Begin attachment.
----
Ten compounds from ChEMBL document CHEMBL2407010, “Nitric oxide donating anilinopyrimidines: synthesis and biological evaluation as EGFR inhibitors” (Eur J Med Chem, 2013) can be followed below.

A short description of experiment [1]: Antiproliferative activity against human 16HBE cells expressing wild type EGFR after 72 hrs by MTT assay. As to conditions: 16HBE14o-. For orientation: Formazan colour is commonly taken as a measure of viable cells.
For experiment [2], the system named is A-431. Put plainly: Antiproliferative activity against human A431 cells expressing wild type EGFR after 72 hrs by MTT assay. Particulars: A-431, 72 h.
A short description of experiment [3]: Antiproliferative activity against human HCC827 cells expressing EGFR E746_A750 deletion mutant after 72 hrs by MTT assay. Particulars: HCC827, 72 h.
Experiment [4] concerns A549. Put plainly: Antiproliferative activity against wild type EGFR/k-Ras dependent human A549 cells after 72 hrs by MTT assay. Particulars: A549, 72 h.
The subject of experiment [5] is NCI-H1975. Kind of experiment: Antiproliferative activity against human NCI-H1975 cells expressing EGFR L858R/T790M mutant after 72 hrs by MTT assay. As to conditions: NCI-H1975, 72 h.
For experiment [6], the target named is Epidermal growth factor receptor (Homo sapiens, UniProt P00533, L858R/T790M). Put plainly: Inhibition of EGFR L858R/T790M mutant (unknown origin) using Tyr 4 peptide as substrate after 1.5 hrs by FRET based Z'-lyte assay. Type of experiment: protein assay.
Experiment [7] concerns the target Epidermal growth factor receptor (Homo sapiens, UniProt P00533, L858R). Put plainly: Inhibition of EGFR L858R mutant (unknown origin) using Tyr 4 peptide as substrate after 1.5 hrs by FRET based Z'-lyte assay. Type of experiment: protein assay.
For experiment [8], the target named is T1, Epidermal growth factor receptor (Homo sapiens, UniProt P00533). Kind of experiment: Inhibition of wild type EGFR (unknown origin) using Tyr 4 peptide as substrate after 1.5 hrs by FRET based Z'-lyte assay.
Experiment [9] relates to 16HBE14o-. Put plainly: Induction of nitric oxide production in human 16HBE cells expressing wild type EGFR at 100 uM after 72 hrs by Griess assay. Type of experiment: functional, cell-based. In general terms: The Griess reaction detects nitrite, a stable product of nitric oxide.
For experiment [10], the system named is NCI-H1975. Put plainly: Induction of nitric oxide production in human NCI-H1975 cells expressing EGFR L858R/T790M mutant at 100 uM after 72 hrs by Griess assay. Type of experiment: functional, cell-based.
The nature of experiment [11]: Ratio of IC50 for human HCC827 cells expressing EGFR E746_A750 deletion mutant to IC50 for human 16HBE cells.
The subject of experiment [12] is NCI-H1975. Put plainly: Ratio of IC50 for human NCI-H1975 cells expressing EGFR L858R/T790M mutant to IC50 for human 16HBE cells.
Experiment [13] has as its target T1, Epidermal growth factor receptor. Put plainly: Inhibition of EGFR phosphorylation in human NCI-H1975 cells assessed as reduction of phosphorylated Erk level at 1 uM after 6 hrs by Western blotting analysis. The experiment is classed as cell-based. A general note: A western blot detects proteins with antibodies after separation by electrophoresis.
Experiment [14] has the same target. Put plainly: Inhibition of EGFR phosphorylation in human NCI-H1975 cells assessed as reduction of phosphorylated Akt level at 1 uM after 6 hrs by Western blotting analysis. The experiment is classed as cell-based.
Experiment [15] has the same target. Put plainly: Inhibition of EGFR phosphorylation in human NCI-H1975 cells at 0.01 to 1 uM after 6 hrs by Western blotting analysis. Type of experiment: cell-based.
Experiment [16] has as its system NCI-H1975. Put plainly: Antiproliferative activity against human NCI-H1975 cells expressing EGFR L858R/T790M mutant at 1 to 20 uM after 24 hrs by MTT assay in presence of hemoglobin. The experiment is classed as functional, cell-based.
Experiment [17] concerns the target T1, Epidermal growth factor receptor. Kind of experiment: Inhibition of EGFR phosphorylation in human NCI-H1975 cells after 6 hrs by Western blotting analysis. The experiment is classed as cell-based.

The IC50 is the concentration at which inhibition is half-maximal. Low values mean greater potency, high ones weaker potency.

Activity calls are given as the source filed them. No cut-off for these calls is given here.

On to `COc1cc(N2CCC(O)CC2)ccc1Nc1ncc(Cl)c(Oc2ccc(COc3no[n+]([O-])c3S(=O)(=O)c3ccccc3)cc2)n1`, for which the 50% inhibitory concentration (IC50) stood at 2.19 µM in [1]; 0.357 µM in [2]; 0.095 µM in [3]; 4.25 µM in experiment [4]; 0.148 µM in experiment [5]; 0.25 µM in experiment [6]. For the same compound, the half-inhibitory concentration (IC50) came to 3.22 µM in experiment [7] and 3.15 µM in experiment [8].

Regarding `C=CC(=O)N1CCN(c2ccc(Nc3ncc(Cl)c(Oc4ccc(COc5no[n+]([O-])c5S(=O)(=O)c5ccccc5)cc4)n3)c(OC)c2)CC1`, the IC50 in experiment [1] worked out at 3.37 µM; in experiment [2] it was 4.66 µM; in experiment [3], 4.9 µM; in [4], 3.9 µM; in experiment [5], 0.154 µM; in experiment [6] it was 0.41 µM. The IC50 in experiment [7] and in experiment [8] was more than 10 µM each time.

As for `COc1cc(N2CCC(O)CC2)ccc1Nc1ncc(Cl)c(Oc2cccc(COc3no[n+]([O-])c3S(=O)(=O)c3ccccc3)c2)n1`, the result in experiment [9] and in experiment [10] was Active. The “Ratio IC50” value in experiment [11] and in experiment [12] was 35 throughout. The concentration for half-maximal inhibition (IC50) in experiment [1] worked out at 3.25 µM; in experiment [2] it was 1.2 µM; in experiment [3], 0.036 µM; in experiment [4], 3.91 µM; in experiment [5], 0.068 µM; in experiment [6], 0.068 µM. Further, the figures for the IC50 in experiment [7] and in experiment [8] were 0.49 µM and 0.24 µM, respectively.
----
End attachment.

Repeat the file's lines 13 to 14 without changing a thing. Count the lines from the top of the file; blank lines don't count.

The subject of experiment [12] is NCI-H1975. Put plainly: Ratio of IC50 for human NCI-H1975 cells expressing EGFR L858R/T790M mutant to IC50 for human 16HBE cells.
Experiment [13] has as its target T1, Epidermal growth factor receptor. Put plainly: Inhibition of EGFR phosphorylation in human NCI-H1975 cells assessed as reduction of phosphorylated Erk level at 1 uM after 6 hrs by Western blotting analysis. The experiment is classed as cell-based. A general note: A western blot detects proteins with antibodies after separation by electrophoresis.